What I Learned About Winning From A Loser.

Jake Tucker here. I'm the lead graphic artist at The EDGY Empire.  Episode 6 of The EDGY Perspective TV show on avoiding negativity got me thinking about my own personal experience being trapped with negativity. Dan asked if I would share my thoughts. Let's jump in.

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My mother is the most pessimistic person I've ever encountered in life.

Don't get me wrong, all of her worrying and "what-if" scenarios and "realistic" views have shaped me into a careful, calculated person -- I've learned to weigh pros and cons and to look for obvious pitfalls.

But her negative outlook on life poisoned me. It controlled me.

For years it wrecked my life. Finally I woke up one morning and realized life is too short to not be happy.

I developed the need to live. The will to love.

And more importantly, I began to appreciate the positive, bright and happy side of life.

In the years since I moved away from home, I've grown up. I've failed. I've loved. I've hurt—and I've healed. But one thing stays the same: I want to be positive in everything I do.

  1. I know that if I am negative, I won't accomplish anything.
  2. I know that if I fail, there is always something to be learned.

Those two lessons drive me.

I can always move forward and try again.

It took me awhile but I no longer look at being raised in a negative, "you can't" environment as a dark depressing time in my life that I can't escape. Those years were the window from which I saw the light of a happier, more successful life.

Every day I strive for that life. I make things happen -- and I do it on my terms.

If someone says I can't do something. I do it.

Or at least I try -- and then try more. Until I do it.

There is always something to gain from trying more.

Here is the most important lesson I learned:

If you have people in your life that are negative,  avoid them.  Get away -- even if it means moving away. You can't beat them.

They feed on the inevitable failure of others. They see the worst in the world and refuse to find joy in the successes of others.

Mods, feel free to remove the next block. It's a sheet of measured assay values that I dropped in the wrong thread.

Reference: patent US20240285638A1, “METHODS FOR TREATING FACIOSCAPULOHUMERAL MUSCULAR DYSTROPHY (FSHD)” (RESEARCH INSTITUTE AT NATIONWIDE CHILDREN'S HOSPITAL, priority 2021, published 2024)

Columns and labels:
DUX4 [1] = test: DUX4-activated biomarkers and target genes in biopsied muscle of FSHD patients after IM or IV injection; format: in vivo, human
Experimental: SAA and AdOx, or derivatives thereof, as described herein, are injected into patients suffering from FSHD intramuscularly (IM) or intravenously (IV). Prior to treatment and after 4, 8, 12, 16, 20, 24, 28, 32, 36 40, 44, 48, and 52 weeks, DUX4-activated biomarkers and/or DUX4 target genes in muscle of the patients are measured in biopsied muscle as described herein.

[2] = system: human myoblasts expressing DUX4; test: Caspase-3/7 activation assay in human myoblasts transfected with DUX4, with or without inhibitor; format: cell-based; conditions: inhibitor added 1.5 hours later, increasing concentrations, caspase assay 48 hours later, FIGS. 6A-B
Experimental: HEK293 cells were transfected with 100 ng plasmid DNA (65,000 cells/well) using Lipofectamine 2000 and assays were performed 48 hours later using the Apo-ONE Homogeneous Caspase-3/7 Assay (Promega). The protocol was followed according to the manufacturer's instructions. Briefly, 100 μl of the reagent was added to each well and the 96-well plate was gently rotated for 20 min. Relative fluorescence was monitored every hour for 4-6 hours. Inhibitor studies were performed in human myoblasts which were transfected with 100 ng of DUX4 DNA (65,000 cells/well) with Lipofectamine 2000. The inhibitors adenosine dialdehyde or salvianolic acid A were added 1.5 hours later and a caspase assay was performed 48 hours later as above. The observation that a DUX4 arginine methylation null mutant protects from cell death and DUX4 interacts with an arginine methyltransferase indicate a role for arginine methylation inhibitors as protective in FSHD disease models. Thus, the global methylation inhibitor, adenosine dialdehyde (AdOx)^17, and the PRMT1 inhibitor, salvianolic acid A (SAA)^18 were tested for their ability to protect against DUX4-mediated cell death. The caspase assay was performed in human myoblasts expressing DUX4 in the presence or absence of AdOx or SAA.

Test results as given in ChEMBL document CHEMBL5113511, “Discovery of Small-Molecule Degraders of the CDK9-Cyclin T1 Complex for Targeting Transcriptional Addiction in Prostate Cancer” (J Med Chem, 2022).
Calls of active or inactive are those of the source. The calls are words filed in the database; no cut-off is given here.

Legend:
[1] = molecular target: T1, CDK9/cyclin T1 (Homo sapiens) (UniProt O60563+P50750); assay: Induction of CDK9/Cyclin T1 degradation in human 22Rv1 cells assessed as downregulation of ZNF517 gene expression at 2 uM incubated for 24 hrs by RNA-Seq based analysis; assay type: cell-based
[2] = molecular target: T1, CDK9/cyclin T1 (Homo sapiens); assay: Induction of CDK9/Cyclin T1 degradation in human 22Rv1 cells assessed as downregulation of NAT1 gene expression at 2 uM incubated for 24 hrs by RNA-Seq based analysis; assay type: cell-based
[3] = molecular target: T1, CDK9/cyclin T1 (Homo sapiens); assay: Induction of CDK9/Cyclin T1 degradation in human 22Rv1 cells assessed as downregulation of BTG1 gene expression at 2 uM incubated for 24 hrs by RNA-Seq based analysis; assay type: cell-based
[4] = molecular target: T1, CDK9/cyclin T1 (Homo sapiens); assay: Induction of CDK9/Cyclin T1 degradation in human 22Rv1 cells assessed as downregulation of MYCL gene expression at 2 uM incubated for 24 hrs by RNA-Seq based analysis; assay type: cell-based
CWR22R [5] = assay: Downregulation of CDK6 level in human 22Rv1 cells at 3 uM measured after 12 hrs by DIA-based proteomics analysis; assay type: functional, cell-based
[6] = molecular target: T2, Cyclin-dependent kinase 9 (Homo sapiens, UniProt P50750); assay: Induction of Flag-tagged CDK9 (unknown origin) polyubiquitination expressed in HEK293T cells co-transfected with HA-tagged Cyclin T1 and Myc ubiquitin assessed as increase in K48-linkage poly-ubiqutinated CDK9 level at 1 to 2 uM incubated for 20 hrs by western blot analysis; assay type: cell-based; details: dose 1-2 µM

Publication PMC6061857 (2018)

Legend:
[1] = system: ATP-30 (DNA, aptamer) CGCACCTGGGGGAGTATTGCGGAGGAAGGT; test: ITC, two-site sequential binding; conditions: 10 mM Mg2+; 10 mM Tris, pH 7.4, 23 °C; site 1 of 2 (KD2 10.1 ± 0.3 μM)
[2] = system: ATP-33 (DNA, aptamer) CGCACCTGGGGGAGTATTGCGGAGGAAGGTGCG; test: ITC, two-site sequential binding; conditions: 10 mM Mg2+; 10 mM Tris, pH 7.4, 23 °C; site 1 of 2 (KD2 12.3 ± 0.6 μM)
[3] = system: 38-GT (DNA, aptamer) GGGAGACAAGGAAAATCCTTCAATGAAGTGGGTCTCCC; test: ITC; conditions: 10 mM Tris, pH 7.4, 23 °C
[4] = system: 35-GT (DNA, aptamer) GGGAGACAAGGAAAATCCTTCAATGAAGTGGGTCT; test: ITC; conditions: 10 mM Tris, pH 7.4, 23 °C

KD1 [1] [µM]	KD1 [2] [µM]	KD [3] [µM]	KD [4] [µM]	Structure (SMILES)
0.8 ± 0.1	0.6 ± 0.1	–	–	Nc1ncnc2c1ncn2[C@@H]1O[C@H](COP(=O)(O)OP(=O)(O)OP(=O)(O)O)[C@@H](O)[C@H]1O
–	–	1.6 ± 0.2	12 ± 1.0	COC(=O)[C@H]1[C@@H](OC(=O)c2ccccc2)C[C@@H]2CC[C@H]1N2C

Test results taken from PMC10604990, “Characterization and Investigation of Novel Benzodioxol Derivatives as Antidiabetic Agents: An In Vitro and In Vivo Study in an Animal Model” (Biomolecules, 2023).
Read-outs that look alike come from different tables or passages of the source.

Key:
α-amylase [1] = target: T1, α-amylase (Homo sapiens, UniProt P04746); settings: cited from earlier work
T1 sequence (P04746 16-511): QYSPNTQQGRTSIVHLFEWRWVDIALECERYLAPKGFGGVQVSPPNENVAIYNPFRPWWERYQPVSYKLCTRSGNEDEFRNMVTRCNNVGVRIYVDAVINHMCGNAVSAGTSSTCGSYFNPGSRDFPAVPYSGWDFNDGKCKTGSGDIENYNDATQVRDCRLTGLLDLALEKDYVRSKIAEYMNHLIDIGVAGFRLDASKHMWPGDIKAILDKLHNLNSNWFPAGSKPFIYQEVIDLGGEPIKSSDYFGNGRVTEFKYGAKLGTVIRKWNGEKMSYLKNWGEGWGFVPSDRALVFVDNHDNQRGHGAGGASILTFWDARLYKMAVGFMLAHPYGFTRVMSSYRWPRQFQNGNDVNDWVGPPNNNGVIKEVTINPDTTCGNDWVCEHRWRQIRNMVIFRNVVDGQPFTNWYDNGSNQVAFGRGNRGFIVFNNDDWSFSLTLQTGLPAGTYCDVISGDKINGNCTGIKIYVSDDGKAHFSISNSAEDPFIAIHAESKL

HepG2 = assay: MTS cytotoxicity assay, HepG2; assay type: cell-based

In the 1992 Olympics, Derek Redmond was the heavy favorite to win the 400m race—but tore his hamstring a mere 100m off the line. If you haven't seen that moment, it's inspiring. While he's crying out in pain, his father races onto the track and helped carry him across the finish line.

Are you the type of person who would boo and trash talk him?

Or would you be on the edge of your seat, watching as something amazing takes place right in front of your eyes?

What if Derek had said "I'm done. I can't"? What if his father told him, "This is your fault; you're a failure"? He never would have crossed the finish line. They showed the attitude of high performers -- resolve and dedication, a positive outlook on a devastating occurrence at arguably the worst possible moment in time for them.

Apply that to your life. If you lose a girlfriend, ruin a business deal, wreck your car, or even scuff up your new wingtips, think, "do I want people rubbing this failure in my face?"  So don't make other people feel that way. Negativity never wins the race.

Grab an arm. Lift someone up. Carry them to the finish line.

You never know when you might need the favor returned.

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Dan here. Jake's story sounds a lot like the messages many of you send me. If you feel stuck -- surrounded by people who drag you down -- you have to make the hard choice like Jake did to get away, even it means you're without a home for awhile. Jake's a huge winner. And we're winning every day he leads creative vision for us at The EDGY Empire.

Attitude, PainStephen Palacino